The Full Federal Court has today dismissed an appeal by the former director and franchising manager of former carwash franchise Geowash Pty Ltd against a Federal Court decision that they were knowingly concerned in breaches of the Australian Consumer Law (ACL) and Franchising Code of Conduct (Franchising Code) by Geowash.
In 2019, the Federal Court found that Geowash had acted unconscionably towards franchisees through its charging practices for the establishment and fit-out of its franchise sites, in breach of the ACL.
The Court also found that Geowash failed to act in good faith in relation to the sale and marketing of its franchises, contravening the Franchising Code.
The Court found Geowash had represented to franchisees that the amounts charged were required to meet the actual costs to fit-out and set-up a franchise site, when in fact large amounts were used to make commission payments to Geowash’s director Sanam Ali and franchising manager Charles Cameron, as well as other expenses.
Last year, the Federal Court ordered $4.2 million in total penalties against Geowash, Ms Ali and Mr Cameron. The Court also made orders banning Ms Ali and Mr Cameron from managing a corporation for periods of 5 and 4 years respectively, and ordered them to each pay $500,000 as partial redress to franchisees for the losses the franchisees had suffered.
Ms Ali and Mr Cameron appealed from the Court’s findings that they were knowingly concerned in Geowash’s unconscionable conduct and breaches of the Franchising Code. They also appealed from the orders made by the Court for the payment of penalties, redress and banning them from managing corporations.
Today the Full Federal Court rejected their arguments and dismissed the appeal entirely.
The Full Court unanimously found the primary judge’s ‘characterisation of the system or pattern of conduct as unconscionable was founded upon deliberate deceptiveness and dishonesty’ and that Geowash’s ‘so called “business model’ was a largely consistent approach to extract money from a group of people by falsely representing to them that moneys would be used in a particular way, when it was not intended to do so.’
This decision upholds the initial findings that Ms Ali and Mr Cameron were knowingly involved in the company’s unconscionable conduct and failures to act in good faith. The Full Court’s decision also upholds the penalty and other relief orders.
“We welcome the Full Court’s decision today confirming the original finding that Geowash’s actions breached the ACL and Franchising Code,” ACCC Deputy Chair Mick Keogh said.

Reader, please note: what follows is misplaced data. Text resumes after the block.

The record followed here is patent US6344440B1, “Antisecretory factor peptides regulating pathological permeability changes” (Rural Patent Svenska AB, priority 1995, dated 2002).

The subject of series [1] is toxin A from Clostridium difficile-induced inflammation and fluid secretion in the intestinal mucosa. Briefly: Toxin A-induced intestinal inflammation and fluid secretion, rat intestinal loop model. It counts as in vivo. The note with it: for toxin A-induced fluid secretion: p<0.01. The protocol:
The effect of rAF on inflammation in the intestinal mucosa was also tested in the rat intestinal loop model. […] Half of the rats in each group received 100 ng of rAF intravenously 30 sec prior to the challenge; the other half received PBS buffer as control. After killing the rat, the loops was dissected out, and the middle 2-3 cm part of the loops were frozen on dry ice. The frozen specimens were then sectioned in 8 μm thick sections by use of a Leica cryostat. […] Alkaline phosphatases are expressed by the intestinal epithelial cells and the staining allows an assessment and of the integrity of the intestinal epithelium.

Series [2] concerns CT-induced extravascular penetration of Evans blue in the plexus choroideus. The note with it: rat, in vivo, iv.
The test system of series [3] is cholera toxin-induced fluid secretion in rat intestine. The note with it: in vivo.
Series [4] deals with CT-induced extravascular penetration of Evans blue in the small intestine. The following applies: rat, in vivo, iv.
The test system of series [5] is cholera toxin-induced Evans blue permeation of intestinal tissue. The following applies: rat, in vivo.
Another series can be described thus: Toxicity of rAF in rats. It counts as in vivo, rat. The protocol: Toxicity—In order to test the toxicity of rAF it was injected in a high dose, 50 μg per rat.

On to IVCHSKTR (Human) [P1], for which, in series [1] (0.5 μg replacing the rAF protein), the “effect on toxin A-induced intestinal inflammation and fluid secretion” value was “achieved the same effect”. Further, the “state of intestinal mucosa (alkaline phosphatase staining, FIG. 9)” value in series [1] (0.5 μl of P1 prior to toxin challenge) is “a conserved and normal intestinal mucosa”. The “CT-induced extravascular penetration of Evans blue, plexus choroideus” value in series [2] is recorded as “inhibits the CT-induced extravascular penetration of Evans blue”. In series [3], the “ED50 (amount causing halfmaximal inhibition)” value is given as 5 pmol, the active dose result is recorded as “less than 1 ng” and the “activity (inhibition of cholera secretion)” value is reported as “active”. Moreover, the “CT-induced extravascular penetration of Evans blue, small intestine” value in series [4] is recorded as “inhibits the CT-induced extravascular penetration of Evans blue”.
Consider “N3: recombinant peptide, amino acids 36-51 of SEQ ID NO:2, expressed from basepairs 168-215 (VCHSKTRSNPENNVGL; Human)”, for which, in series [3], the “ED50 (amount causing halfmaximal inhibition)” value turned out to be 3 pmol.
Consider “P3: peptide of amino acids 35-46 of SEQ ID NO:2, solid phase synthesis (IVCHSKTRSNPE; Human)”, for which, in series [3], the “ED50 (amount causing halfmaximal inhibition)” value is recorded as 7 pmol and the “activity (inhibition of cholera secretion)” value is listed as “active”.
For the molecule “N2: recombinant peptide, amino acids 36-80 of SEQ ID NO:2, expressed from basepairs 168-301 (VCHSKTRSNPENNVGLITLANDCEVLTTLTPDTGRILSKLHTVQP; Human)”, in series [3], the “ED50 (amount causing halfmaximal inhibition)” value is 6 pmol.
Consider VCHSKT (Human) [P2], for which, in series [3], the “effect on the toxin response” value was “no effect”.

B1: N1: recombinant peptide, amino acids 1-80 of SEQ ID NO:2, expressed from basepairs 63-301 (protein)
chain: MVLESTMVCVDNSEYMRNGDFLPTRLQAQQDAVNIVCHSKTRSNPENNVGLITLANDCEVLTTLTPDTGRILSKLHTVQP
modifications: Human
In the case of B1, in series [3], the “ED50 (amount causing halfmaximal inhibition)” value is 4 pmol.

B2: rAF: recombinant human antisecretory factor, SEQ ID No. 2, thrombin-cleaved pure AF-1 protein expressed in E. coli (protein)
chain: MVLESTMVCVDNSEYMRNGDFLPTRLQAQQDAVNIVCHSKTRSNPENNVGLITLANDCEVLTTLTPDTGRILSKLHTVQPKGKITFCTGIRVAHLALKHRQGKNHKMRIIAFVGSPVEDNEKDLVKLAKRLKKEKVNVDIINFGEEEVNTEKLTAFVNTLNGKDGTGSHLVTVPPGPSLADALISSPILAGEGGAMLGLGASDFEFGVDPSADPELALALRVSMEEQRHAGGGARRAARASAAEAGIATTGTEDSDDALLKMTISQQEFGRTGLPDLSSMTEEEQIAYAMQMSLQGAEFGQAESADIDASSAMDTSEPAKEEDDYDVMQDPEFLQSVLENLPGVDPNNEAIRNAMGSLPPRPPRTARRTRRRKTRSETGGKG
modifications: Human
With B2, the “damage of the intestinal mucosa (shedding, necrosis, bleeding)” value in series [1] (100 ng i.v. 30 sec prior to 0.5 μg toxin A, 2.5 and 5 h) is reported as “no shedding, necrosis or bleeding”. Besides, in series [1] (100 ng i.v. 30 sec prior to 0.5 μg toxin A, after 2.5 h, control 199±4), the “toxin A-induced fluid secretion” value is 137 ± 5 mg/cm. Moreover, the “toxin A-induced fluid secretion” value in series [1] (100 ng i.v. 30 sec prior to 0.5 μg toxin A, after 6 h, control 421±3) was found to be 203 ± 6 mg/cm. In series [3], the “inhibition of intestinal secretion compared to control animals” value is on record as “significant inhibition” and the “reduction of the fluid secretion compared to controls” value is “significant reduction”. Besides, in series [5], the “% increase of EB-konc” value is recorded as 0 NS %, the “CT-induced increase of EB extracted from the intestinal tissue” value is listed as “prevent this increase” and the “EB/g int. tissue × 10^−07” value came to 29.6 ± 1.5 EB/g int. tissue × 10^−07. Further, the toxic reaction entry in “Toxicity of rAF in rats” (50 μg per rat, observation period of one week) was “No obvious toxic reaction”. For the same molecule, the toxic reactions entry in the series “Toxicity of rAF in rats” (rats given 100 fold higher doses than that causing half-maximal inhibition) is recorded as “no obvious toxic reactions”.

“It is completely unacceptable that funds paid by franchisees, that were supposed to pay for their franchise sites to be established, were instead used for other purposes, particularly as commission payments made to Geowash’s director and franchise manager.”
“Franchisors are often in a position of power compared to their franchisees and the ACCC will continue to take enforcement action against those franchisors who exploit this power by engaging in conduct that is in breach of the Franchising Code and the ACL,” Mr Keogh said.
Geowash is a former hand car wash and detailing franchisor. From February 2013 to October 2016, Geowash entered into 31 Franchise Agreements with franchisees across Australia. Most of these were in Western Australia, but some franchisees were also located in Queensland, New South Wales and Victoria.
Geowash went into voluntary administration in October 2016 and subsequently went into liquidation on 11 April 2019.
In May 2017, the ACCC instituted proceedings against Geowash. In February 2019, the Federal Court found that Geowash had acted unconscionably, made false or misleading representations and acted contrary to the obligation of good faith in the Franchising Code.
In January 2020 the Court imposed penalties totalling $4.2 million and ordered the individual respondents to pay consumer redress to affected Franchisees.
In February 2020, Ms Ali and Mr Cameron filed an appeal. This appeal was dismissed today by the Full Federal Court.
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